The trip itself was very smooth, it being one of the few Brussels to France TGV’s not calling in Lille Europe we reached the first stop of Paris CDG 2 TGV after a 2 hour non-stop run over the Belgian Line 1 and the French LGV Nord.

In CDG we coupled to a domestic TGV for the rest of the journey and our Belgian Crew was swapped for a French one.  After a short stretch of LGV interconnexion we stropped at Marne-la-Vallee Chessy (for Disneyland), after which we entered the LGV Sud-Est (The First French High Speed Line) for a non-stop run to Lyon Part-Dieu.

The first part of the scenery is quiet boring but as we were nearing Lyon the landscape got hillier and provided for some nicer views outside.


In Lyon we had 1 hour and 20 minutes to change onto a Regional TER (Train Express Regional) service taking us onwards to Avignon. As the station is currently under reconstruction it is an overcrowded construction site and not the nicest place to stay for a connection.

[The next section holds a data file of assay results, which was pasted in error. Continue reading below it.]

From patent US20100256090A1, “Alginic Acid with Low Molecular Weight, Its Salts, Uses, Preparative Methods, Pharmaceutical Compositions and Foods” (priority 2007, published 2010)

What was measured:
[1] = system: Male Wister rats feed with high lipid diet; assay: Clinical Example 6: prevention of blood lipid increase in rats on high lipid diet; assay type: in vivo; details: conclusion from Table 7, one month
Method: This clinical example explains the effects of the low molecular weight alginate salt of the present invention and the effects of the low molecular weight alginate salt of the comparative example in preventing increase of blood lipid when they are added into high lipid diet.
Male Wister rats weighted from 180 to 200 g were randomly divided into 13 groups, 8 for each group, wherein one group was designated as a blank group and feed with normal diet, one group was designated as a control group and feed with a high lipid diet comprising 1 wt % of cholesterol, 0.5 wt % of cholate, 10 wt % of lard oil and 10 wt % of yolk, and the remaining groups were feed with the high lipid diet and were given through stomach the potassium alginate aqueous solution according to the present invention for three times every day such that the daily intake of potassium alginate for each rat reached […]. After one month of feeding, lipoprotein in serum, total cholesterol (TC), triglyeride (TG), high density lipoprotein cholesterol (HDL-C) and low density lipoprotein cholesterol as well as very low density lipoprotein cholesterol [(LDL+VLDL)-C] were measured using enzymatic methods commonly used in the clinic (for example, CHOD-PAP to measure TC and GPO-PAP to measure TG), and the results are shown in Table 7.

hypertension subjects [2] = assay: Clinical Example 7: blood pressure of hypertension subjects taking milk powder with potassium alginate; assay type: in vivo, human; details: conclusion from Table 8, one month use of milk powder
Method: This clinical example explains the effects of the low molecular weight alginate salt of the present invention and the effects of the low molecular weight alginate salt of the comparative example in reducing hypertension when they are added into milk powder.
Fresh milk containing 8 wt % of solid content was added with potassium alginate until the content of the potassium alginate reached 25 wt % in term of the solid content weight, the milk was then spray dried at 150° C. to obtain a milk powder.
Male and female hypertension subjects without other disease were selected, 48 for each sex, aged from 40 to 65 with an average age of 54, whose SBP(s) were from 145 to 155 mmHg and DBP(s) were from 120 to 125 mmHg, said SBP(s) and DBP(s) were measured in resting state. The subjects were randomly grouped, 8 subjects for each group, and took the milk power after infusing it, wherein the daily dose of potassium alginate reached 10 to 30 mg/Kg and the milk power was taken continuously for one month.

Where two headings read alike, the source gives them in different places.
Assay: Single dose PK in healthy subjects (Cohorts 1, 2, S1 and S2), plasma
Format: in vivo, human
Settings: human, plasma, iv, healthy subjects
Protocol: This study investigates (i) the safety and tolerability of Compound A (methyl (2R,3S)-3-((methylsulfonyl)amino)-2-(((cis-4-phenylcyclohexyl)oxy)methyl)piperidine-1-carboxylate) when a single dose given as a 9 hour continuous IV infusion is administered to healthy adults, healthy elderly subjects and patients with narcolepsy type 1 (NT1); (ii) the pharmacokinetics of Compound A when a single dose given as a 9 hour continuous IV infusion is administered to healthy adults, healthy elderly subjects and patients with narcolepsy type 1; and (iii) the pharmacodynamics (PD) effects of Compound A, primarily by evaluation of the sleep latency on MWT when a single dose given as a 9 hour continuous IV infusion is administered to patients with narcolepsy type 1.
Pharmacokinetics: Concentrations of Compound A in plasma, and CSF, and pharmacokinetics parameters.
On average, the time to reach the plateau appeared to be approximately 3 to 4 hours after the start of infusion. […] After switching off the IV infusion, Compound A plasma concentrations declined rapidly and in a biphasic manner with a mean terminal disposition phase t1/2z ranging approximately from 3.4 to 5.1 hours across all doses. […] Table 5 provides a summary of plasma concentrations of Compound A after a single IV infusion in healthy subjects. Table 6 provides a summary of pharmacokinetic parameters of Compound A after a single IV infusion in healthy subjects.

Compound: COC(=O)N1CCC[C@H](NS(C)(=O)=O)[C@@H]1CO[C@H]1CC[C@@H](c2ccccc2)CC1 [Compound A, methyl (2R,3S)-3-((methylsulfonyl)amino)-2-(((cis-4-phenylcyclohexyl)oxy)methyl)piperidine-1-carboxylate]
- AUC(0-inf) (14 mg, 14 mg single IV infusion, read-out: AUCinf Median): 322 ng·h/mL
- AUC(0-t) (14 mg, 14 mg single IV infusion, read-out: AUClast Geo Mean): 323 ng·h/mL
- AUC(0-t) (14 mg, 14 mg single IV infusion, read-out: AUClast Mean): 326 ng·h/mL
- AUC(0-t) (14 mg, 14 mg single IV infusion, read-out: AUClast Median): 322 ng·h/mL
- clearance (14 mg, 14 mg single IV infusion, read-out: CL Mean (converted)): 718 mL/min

We decided to walk to the adjacent shopping centre to pass our time, unfortunately as it was a Sunday all shops where closed and there was not much to entertain us with. After grabbing a sandwich and a drink form the shop in the station we were very happy when our train was announced and we could board.

Our TER train was formed of a set of Corail coaches in a push-pull configuration with the driving trailer in front of the train with a ‘Nez-cassé’ locomotive pushing it from the rear. Despite the train being one of the few French TER services having 2 classes we travelled in 2nd class as my French ticket only allows for 2nd class travel.

The Corail coaches clearly still show their international mainline heritage and offer comfortable seating in either compartments with a side corridor, or open coaches like the one we travelled in. Every seat pair had a power plug under the window and while there are attachments to attach a garbage container along the wall too, most seats container had disappeared.